Lot 33
  • 33

William J. Glackens 1870-1938

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Description

  • William James Glackens
  • Yellow Bath House and Sailboat, Bellport, Long Island
  • signed W. Glackens, l.l.
  • oil on canvas

Provenance

Kraushaar Gallery, New York
Mr. and Mrs. Sidney Levyne, Baltimore, Maryland
Hirschl & Adler Galleries, New York
Acquired from the above, 1962

Exhibited

New York, Kraushaar Gallery, Paintings and Drawings by William Glackens, January 1949, no. 20
Brooklyn, New York, The Brooklyn Museum; Andover, Massachusetts, Addison Gallery of American Art, Phillips Academy, American Painting: Selections from the Collection of Daniel and Rita Fraad, June-November 1964, no. 43, pp. 52-53, illustrated in color p. 53
Fort Worth, Texas, Amon Carter Museum, American Paintings, Watercolors, and Drawings from the Collection of Rita and Daniel Fraad, May-July 1985, no. 35, pp. 74-76, illustrated in color p. 75

Literature

Robert G. McIntyre, "The Eight," 1963 Festival of the Arts Brochure, Manchester, Vermont, 1963, illustrated
Richard J. Wattenmaker, "William Glackens's Beach Scenes at Bellport," Smithsonian Studies in American Art, Spring 1988

Catalogue Note

At the turn of the century, William Glackens traveled to Europe on three separate occasions and during each trip he took the opportunity to examine the works of Impressionist and Post-Impressionist artists such as Renoir and Matisse.  On a trip in 1912, Glackens headed to Paris to acquire modern art on behalf of his close friend and classmate, Albert Barnes, whose collection was well underway to becoming one of the most important collections of modern art in private hands.   Glackens’ first purchase for Albert Barnes was a small portrait by Renoir, demonstrating the impressionable artist’s admiration for his French colleague.

Glackens’ exposure to the high-keyed palette and progressive techniques of European art during his sojourns abroad and an increasing number of exhibitions in this country had a liberating effect on the artist’s own sense of color.  As a result of these influences, the period between 1908 and 1913 witnessed a profound change in Glackens' style.  According to Richard J. Wattenmaker, “He swings loose from the dark center of gravity shown in earlier works and integrates a number of new sources-principally the palette of the Impressionists and their feeling for the outdoors… He further extends the range of his palette and increases the sense of freedom in the handling of color” (“William Glackens’s Beach Scenes at Bellport,” Smithsonian Studies in American Art, Spring 1988).  Glackens’ resulting body of work owes much to the work of Renoir, exercising his artistic affinity for vivid color orchestration and lively brushstrokes while depicting uniquely American subject matter.

 

Beginning in 1911, Glackens, his wife Edith and their family began summering in a number of resort towns.  The generosity of Edith’s parents eased the financial burden on the young couple, allowing them to rent cottages by the sea in Cape Cod, Wickford, Rhode Island, Chester, Nova Scotia and for several years, Bellport, Long Island.  Glackens painted many of his best known and best loved works during these summer holidays, when his art focused on images of Americans at leisure, enjoying the array of summertime pursuits to be found at the fashionable summer watering holes.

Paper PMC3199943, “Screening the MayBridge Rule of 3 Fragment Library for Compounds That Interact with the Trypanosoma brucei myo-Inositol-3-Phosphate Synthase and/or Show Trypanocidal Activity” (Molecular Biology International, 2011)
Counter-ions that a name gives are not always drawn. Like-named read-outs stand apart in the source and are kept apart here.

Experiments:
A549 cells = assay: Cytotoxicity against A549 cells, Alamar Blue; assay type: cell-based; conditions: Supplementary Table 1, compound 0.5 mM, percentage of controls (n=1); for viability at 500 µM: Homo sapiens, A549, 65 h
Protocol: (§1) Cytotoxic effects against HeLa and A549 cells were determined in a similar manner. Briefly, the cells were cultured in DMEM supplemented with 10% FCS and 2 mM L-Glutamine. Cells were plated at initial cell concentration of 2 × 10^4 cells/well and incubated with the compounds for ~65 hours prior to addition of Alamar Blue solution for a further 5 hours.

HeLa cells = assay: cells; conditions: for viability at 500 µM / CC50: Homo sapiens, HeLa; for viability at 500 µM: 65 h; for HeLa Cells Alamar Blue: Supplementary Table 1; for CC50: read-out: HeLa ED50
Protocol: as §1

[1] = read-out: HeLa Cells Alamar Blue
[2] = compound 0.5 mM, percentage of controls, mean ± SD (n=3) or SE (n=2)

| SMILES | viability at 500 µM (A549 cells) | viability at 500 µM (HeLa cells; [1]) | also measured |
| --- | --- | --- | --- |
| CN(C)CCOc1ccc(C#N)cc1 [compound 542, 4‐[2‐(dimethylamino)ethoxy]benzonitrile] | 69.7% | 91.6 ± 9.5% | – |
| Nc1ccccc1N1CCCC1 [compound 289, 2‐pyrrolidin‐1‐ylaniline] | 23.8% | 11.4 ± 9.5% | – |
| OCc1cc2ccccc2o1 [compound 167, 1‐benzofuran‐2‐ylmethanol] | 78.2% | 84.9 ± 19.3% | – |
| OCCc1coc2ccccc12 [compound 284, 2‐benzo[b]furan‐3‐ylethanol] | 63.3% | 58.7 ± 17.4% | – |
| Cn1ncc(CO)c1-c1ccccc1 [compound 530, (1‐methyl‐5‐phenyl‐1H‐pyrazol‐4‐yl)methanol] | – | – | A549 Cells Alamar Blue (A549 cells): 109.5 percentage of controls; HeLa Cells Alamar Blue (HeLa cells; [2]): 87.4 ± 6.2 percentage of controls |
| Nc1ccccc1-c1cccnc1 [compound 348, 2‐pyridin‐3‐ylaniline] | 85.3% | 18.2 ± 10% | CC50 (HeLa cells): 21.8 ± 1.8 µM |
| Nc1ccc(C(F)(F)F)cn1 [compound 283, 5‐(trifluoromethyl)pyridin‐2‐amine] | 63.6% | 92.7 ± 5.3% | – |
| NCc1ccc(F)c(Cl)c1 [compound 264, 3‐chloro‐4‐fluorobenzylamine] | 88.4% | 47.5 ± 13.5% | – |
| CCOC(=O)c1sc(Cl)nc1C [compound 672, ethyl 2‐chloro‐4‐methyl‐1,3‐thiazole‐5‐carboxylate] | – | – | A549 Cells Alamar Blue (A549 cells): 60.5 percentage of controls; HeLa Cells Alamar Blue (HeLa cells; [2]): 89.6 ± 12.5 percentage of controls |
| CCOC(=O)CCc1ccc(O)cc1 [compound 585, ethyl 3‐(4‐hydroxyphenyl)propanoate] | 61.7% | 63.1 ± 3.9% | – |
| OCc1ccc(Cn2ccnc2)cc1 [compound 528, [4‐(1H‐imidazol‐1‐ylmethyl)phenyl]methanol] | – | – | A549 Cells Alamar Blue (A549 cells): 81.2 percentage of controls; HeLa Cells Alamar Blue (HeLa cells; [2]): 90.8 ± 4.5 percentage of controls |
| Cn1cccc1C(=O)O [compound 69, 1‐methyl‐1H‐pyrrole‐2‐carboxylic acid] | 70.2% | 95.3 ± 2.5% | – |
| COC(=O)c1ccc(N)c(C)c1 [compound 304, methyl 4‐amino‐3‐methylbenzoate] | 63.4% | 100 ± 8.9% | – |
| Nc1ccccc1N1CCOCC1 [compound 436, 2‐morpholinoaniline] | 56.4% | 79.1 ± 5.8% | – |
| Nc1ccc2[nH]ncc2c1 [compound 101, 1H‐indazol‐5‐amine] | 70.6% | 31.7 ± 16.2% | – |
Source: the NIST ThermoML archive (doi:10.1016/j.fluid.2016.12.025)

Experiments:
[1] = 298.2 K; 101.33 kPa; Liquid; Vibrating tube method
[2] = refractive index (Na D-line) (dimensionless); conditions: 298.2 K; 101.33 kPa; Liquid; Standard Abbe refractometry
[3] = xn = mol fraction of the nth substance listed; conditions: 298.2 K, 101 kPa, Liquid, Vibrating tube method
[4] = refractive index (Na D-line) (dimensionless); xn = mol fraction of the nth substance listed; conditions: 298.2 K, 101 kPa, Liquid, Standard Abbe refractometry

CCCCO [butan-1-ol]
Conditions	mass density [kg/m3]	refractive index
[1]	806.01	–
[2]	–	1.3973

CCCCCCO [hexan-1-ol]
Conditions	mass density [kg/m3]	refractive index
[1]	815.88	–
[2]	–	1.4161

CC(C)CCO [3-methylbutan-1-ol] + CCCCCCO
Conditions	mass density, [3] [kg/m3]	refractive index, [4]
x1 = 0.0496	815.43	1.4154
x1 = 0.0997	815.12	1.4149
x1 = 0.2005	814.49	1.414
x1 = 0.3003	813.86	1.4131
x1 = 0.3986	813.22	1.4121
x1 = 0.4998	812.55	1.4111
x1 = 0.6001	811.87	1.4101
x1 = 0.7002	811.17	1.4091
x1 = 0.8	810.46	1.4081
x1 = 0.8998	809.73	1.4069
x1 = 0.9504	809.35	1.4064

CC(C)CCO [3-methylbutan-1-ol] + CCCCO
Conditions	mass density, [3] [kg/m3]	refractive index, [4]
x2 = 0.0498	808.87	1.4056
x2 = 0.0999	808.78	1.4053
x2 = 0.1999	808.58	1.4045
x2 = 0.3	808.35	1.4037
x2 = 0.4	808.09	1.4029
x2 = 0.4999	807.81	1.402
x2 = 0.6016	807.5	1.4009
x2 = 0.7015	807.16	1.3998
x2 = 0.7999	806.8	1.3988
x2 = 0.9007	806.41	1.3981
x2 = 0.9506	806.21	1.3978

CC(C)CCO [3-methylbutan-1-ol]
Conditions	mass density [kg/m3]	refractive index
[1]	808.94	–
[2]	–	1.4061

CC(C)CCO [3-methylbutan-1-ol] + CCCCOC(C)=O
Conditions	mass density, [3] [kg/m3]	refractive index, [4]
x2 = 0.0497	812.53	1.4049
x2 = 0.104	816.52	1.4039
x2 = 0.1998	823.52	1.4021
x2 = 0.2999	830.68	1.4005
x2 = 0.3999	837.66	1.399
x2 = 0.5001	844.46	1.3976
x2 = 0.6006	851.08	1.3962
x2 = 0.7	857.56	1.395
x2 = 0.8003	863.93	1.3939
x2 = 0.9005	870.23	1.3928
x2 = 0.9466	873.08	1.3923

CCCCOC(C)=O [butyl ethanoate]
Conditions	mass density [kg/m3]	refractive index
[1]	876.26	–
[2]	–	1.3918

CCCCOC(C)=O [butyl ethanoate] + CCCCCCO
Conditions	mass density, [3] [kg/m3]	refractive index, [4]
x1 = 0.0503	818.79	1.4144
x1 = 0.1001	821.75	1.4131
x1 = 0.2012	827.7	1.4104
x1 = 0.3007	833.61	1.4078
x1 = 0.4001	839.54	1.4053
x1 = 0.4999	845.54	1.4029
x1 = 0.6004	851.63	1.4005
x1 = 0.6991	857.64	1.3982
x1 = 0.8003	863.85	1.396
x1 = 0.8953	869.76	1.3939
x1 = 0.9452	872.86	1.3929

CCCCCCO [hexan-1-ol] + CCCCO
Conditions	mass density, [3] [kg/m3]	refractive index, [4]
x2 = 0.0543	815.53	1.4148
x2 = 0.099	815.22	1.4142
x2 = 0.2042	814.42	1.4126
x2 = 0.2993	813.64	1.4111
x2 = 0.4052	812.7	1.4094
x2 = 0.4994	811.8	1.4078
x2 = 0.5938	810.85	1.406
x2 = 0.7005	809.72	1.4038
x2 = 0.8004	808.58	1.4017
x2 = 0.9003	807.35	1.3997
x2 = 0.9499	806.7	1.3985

Mr. Wattenmaker writes, “The beach scenes painted by William Glackens during the six summers the artist and his family spent at the seashore in and around Bellport, Long Island, constitute a single American contribution to the international tradition of Impressionism.  From 1911 through 1916 Glackens painted an extended series of motifs of figures at the beach, bathers along the shore and in the water, enjoying carefree recreation under the sunlit skies of Great South Bay…In his Bellport beach scenes Glackens created a body of work that thoughtful critics and collectors have acknowledged to be among his most distinctive achievements” (Smithsonian Studies in American Art, p. 75).

 

In Yellow Bath House and Sailboat, Bellport, Long Island, painted circa 1916, Glackens employs the brilliant colors and feathery brushwork characteristic of his fully developed style.  The energetic atmosphere of the beach is echoed in the juxtaposition of jewel toned colors and vibrant dabs of pigment.  The shoreline at Bellport, scattered with water slides, rafts, dressing sheds and jetties, was perfect for this inspired and lively period in Glackens’ career.  The critic Charles H. Caffin writes, “I enjoy particularly the seashore pictures…there is the suggestion of fullness of life in the color and air and light of these scenes.  They are delightfully impressionistic in the sense that they have caught and hold the actual spirit of the shore in the magic of its momentary expression” (“Eighteen Canvases by Glackens on View,” New York American, March 10, 1913).  Yellow Bath House and Sail Boat, Bellport, Long Island is evocative of this sunny disposition which pervades Glackens’ mature work and characterizes his beach scenes.  Albert E. Gallatin writes that “the beach scenes, completely enveloped in sparkling and joyous sunshine, in which the figures are placed in the landscape in a most masterly manner…are paintings which disclose his genius at its best” (“William Glackens,” Magazine of Art, May 1916, p. 263).

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